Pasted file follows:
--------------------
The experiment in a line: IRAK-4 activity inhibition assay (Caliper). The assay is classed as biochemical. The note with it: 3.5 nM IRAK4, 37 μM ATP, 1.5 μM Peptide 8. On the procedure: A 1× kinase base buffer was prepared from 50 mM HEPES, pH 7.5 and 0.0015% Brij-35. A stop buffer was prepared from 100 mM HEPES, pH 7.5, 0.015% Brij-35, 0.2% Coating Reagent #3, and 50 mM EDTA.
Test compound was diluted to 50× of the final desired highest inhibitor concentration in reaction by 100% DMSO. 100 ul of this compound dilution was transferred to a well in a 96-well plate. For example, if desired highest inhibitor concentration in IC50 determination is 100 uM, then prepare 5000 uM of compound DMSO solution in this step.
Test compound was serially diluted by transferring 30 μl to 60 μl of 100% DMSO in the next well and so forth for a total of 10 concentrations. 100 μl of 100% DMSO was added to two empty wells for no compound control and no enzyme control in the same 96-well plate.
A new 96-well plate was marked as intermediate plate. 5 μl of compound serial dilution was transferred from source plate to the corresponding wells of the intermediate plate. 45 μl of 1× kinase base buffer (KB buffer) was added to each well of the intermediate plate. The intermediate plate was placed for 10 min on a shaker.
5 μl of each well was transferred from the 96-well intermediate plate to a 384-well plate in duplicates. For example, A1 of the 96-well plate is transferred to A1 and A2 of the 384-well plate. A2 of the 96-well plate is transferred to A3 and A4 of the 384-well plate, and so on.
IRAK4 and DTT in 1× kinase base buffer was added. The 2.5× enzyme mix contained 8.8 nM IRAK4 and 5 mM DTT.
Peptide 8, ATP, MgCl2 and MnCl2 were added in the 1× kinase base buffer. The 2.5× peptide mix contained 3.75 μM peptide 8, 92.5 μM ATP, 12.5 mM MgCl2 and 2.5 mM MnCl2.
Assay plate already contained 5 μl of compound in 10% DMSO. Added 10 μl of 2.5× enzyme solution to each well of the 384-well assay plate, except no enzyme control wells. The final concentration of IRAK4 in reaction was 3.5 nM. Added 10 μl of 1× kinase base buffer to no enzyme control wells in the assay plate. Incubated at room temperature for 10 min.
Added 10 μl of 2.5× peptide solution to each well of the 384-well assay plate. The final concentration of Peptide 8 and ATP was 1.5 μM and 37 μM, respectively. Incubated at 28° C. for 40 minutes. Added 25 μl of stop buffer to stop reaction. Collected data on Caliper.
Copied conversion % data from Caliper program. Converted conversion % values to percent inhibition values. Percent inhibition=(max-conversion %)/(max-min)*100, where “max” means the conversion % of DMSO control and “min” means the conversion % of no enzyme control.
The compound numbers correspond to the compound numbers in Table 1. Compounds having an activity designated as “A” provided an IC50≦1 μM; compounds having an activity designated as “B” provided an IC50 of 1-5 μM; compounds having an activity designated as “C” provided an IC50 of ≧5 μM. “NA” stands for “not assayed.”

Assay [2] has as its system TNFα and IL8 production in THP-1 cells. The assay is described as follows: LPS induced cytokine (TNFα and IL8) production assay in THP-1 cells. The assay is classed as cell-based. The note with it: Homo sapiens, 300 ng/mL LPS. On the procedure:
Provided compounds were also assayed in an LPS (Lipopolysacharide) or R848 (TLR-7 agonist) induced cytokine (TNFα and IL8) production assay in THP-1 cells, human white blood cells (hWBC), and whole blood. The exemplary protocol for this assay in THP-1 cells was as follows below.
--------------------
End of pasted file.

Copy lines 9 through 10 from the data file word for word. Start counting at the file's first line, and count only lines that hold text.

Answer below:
Added 10 μl of 2.5× peptide solution to each well of the 384-well assay plate. The final concentration of Peptide 8 and ATP was 1.5 μM and 37 μM, respectively. Incubated at 28° C. for 40 minutes. Added 25 μl of stop buffer to stop reaction. Collected data on Caliper.
Copied conversion % data from Caliper program. Converted conversion % values to percent inhibition values. Percent inhibition=(max-conversion %)/(max-min)*100, where “max” means the conversion % of DMSO control and “min” means the conversion % of no enzyme control.